Signs of an allergic reaction are:
- Swollen hands and eyelids
- Hive-like rash.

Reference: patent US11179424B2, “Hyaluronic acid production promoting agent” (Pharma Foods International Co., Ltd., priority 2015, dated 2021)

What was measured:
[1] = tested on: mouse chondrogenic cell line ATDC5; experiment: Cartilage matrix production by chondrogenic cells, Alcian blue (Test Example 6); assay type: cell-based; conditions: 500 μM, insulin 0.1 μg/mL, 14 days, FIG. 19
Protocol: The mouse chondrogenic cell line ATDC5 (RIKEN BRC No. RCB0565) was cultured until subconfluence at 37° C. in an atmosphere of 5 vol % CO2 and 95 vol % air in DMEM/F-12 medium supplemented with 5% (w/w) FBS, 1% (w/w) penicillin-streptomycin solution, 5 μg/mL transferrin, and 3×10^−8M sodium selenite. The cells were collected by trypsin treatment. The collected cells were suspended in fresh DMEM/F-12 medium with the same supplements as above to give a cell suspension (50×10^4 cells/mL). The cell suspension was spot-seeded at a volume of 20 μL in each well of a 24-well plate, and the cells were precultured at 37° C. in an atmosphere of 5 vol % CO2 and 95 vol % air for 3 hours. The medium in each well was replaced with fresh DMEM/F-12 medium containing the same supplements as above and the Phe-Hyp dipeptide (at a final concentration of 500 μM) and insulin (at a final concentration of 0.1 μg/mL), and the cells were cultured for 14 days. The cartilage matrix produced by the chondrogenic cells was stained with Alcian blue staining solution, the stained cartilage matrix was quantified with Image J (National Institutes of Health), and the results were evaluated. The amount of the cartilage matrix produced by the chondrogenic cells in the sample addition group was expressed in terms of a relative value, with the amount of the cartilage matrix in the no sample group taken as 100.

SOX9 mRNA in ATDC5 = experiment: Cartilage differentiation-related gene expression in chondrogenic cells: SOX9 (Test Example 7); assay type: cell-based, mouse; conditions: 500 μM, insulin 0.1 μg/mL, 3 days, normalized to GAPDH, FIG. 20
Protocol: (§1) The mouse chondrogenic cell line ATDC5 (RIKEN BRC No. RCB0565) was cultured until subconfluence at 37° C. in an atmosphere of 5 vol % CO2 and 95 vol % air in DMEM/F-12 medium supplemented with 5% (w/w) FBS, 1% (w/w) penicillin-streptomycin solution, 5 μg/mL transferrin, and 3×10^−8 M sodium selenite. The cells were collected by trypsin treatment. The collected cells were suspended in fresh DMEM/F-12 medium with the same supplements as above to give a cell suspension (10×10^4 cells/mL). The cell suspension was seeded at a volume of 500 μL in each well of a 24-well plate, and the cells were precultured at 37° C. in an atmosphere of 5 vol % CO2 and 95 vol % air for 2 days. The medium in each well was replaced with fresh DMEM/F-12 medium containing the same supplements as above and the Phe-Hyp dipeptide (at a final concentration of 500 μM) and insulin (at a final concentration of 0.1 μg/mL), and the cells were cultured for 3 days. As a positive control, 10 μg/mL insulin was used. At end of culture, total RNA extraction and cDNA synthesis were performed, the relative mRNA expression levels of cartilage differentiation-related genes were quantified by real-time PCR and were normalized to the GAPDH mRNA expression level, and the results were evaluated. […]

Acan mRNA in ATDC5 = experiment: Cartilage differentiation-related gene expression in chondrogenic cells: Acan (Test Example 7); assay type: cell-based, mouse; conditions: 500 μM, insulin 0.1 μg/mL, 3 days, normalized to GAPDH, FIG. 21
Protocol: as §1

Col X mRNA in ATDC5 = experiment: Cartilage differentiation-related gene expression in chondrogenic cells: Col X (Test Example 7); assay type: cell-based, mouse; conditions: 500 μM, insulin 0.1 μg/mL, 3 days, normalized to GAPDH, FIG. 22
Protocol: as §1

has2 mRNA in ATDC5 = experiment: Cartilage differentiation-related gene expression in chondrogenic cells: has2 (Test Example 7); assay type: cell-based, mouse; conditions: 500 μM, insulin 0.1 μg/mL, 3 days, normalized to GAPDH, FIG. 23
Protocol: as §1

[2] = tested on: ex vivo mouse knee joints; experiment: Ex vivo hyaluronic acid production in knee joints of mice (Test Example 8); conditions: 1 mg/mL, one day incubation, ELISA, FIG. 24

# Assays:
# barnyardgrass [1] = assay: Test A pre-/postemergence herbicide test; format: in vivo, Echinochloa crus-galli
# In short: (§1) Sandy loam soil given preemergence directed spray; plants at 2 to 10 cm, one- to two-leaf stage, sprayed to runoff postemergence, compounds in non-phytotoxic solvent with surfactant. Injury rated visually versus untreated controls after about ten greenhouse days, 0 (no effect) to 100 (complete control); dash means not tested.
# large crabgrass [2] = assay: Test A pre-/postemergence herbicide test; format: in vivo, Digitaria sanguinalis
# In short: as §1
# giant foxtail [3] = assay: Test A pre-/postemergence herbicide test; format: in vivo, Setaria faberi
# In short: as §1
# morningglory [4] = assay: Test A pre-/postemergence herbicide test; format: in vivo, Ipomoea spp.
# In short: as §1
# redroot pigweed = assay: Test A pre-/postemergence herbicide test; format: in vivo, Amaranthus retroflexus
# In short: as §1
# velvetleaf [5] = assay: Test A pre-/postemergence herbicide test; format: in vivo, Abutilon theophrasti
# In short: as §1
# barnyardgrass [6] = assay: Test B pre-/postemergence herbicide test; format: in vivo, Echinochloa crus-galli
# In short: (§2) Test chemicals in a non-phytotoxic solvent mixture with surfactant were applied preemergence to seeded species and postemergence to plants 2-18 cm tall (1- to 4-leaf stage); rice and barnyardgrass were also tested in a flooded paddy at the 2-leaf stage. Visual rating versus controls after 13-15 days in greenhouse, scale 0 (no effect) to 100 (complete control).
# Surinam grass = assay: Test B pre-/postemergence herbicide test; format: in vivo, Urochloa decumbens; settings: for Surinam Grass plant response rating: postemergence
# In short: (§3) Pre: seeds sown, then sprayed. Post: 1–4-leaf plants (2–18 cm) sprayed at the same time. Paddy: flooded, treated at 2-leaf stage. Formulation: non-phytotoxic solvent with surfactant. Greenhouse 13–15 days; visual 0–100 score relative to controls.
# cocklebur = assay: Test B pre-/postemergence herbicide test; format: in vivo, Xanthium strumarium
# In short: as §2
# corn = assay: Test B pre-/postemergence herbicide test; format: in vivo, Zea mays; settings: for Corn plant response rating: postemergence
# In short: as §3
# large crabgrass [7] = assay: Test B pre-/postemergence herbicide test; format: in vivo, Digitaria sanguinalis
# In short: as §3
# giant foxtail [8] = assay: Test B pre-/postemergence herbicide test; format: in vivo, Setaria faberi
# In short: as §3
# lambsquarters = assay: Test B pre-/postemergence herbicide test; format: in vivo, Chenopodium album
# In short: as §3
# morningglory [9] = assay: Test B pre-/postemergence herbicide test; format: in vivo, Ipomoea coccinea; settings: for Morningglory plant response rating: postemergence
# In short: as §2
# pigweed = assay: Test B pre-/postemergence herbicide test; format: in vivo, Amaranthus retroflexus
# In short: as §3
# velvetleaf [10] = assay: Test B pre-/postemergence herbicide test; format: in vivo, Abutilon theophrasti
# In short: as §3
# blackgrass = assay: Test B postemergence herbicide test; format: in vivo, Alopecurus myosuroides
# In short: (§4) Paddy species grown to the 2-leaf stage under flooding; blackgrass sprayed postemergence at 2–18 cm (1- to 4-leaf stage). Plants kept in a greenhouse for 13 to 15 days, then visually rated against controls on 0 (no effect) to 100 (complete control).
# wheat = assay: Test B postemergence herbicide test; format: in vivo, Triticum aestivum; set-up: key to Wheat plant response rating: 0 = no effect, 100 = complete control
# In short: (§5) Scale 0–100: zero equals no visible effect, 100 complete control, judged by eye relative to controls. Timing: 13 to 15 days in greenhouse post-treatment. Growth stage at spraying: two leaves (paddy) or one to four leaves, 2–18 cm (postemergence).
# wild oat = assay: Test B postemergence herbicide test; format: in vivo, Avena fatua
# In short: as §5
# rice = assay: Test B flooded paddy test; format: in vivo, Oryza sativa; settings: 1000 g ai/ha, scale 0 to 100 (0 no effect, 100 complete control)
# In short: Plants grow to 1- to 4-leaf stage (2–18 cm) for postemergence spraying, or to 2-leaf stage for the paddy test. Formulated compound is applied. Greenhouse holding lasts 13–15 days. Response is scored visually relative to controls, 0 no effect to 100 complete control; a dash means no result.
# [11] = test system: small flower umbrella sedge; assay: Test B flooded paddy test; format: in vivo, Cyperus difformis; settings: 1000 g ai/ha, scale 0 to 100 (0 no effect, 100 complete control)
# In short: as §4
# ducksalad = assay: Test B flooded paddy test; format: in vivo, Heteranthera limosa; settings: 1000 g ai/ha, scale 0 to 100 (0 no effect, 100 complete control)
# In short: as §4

If your child has localized swelling around the sting site, apply ice and wait before calling your doctor. If a severe allergic reaction is going to occur, expect it to happen within an hour of the sting. If the above signs of systemic allergy occur, take your child immediately to your doctor’s office or emergency room. The most concerning allergic sign following a sting is wheezing or difficulty breathing. The second sting may produce a more sever allergic reaction than the first. If your child showed any of the above signs from the first bee sting, here is a wise precaution: As soon as your child is stung, apply an ice pack and immediately go and sit in the local emergency room. If no allergic signs appear within a couple of hours, then it is safe to return home. If your child has a history of severe allergies to insect stings, discuss with your doctor about desensitizing the child to insect stings with a series of shots. If you are traveling and your baby has had severe reactions to stings, take along a prescription insect-sting kit that contains Adrenalin and directions on how to administer it.